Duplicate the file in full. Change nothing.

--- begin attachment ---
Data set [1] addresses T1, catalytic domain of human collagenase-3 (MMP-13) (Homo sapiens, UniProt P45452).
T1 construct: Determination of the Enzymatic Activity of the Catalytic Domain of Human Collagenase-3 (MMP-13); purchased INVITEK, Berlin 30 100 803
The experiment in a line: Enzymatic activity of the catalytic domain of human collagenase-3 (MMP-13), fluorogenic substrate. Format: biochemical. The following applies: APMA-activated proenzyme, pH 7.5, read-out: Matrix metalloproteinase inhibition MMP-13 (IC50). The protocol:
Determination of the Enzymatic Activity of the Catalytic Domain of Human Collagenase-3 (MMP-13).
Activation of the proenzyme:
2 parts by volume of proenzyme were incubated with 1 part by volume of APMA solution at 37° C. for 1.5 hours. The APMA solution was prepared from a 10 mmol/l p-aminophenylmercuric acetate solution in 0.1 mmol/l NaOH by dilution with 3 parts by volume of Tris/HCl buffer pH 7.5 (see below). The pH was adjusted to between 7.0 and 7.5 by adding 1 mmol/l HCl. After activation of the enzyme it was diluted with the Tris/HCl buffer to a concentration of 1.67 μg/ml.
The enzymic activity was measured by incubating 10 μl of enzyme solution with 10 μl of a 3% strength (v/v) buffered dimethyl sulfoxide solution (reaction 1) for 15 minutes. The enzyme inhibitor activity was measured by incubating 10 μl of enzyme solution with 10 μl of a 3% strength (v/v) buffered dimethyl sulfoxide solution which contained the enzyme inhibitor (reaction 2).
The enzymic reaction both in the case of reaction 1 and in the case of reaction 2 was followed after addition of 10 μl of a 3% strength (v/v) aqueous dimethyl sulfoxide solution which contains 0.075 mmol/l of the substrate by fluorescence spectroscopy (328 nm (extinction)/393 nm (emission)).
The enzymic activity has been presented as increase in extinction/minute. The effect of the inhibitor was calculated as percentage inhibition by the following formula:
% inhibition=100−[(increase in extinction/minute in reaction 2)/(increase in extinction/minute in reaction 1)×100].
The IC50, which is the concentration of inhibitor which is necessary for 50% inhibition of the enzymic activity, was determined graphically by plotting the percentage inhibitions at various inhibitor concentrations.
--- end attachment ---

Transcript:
Data set [1] addresses T1, catalytic domain of human collagenase-3 (MMP-13) (Homo sapiens, UniProt P45452).
T1 construct: Determination of the Enzymatic Activity of the Catalytic Domain of Human Collagenase-3 (MMP-13); purchased INVITEK, Berlin 30 100 803
The experiment in a line: Enzymatic activity of the catalytic domain of human collagenase-3 (MMP-13), fluorogenic substrate. Format: biochemical. The following applies: APMA-activated proenzyme, pH 7.5, read-out: Matrix metalloproteinase inhibition MMP-13 (IC50). The protocol:
Determination of the Enzymatic Activity of the Catalytic Domain of Human Collagenase-3 (MMP-13).
Activation of the proenzyme:
2 parts by volume of proenzyme were incubated with 1 part by volume of APMA solution at 37° C. for 1.5 hours. The APMA solution was prepared from a 10 mmol/l p-aminophenylmercuric acetate solution in 0.1 mmol/l NaOH by dilution with 3 parts by volume of Tris/HCl buffer pH 7.5 (see below). The pH was adjusted to between 7.0 and 7.5 by adding 1 mmol/l HCl. After activation of the enzyme it was diluted with the Tris/HCl buffer to a concentration of 1.67 μg/ml.
The enzymic activity was measured by incubating 10 μl of enzyme solution with 10 μl of a 3% strength (v/v) buffered dimethyl sulfoxide solution (reaction 1) for 15 minutes. The enzyme inhibitor activity was measured by incubating 10 μl of enzyme solution with 10 μl of a 3% strength (v/v) buffered dimethyl sulfoxide solution which contained the enzyme inhibitor (reaction 2).
The enzymic reaction both in the case of reaction 1 and in the case of reaction 2 was followed after addition of 10 μl of a 3% strength (v/v) aqueous dimethyl sulfoxide solution which contains 0.075 mmol/l of the substrate by fluorescence spectroscopy (328 nm (extinction)/393 nm (emission)).
The enzymic activity has been presented as increase in extinction/minute. The effect of the inhibitor was calculated as percentage inhibition by the following formula:
% inhibition=100−[(increase in extinction/minute in reaction 2)/(increase in extinction/minute in reaction 1)×100].
The IC50, which is the concentration of inhibitor which is necessary for 50% inhibition of the enzymic activity, was determined graphically by plotting the percentage inhibitions at various inhibitor concentrations.